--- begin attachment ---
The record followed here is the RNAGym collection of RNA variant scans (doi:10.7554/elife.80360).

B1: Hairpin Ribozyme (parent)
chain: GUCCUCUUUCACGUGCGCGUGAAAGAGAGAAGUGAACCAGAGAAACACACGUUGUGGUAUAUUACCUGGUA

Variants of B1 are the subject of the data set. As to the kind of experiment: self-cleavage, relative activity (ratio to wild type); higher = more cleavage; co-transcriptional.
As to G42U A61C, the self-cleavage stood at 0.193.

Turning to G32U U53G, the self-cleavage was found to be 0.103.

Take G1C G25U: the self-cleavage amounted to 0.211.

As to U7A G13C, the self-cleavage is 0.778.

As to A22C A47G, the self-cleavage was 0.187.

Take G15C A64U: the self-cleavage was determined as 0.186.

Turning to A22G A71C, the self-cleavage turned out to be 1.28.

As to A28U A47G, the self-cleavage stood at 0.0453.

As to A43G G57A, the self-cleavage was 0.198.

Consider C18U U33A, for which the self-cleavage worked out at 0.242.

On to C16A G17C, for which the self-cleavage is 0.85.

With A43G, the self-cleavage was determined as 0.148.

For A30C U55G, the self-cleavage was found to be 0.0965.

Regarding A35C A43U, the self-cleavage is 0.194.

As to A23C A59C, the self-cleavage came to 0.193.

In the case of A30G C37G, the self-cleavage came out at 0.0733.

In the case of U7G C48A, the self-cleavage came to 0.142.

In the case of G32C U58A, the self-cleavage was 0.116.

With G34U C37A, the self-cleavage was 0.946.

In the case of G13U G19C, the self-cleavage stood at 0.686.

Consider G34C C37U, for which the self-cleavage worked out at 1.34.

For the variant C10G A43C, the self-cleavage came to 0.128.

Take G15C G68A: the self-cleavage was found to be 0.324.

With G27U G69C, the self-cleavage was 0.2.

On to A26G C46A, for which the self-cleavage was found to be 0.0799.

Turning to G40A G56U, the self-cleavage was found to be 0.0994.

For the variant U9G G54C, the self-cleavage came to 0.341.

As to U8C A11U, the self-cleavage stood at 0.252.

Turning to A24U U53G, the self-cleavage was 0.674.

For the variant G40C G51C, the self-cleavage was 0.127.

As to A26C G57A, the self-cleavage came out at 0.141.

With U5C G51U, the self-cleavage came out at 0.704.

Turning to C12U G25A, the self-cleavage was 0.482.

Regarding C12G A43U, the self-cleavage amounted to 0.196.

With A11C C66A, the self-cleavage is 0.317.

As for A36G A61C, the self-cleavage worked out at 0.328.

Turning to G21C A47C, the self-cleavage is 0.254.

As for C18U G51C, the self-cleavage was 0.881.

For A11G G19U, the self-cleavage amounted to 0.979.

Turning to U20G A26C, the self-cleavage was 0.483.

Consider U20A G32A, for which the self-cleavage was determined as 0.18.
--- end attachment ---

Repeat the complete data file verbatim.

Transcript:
The record followed here is the RNAGym collection of RNA variant scans (doi:10.7554/elife.80360).

B1: Hairpin Ribozyme (parent)
chain: GUCCUCUUUCACGUGCGCGUGAAAGAGAGAAGUGAACCAGAGAAACACACGUUGUGGUAUAUUACCUGGUA

Variants of B1 are the subject of the data set. As to the kind of experiment: self-cleavage, relative activity (ratio to wild type); higher = more cleavage; co-transcriptional.
As to G42U A61C, the self-cleavage stood at 0.193.

Turning to G32U U53G, the self-cleavage was found to be 0.103.

Take G1C G25U: the self-cleavage amounted to 0.211.

As to U7A G13C, the self-cleavage is 0.778.

As to A22C A47G, the self-cleavage was 0.187.

Take G15C A64U: the self-cleavage was determined as 0.186.

Turning to A22G A71C, the self-cleavage turned out to be 1.28.

As to A28U A47G, the self-cleavage stood at 0.0453.

As to A43G G57A, the self-cleavage was 0.198.

Consider C18U U33A, for which the self-cleavage worked out at 0.242.

On to C16A G17C, for which the self-cleavage is 0.85.

With A43G, the self-cleavage was determined as 0.148.

For A30C U55G, the self-cleavage was found to be 0.0965.

Regarding A35C A43U, the self-cleavage is 0.194.

As to A23C A59C, the self-cleavage came to 0.193.

In the case of A30G C37G, the self-cleavage came out at 0.0733.

In the case of U7G C48A, the self-cleavage came to 0.142.

In the case of G32C U58A, the self-cleavage was 0.116.

With G34U C37A, the self-cleavage was 0.946.

In the case of G13U G19C, the self-cleavage stood at 0.686.

Consider G34C C37U, for which the self-cleavage worked out at 1.34.

For the variant C10G A43C, the self-cleavage came to 0.128.

Take G15C G68A: the self-cleavage was found to be 0.324.

With G27U G69C, the self-cleavage was 0.2.

On to A26G C46A, for which the self-cleavage was found to be 0.0799.

Turning to G40A G56U, the self-cleavage was found to be 0.0994.

For the variant U9G G54C, the self-cleavage came to 0.341.

As to U8C A11U, the self-cleavage stood at 0.252.

Turning to A24U U53G, the self-cleavage was 0.674.

For the variant G40C G51C, the self-cleavage was 0.127.

As to A26C G57A, the self-cleavage came out at 0.141.

With U5C G51U, the self-cleavage came out at 0.704.

Turning to C12U G25A, the self-cleavage was 0.482.

Regarding C12G A43U, the self-cleavage amounted to 0.196.

With A11C C66A, the self-cleavage is 0.317.

As for A36G A61C, the self-cleavage worked out at 0.328.

Turning to G21C A47C, the self-cleavage is 0.254.

As for C18U G51C, the self-cleavage was 0.881.

For A11G G19U, the self-cleavage amounted to 0.979.

Turning to U20G A26C, the self-cleavage was 0.483.

Consider U20A G32A, for which the self-cleavage was determined as 0.18.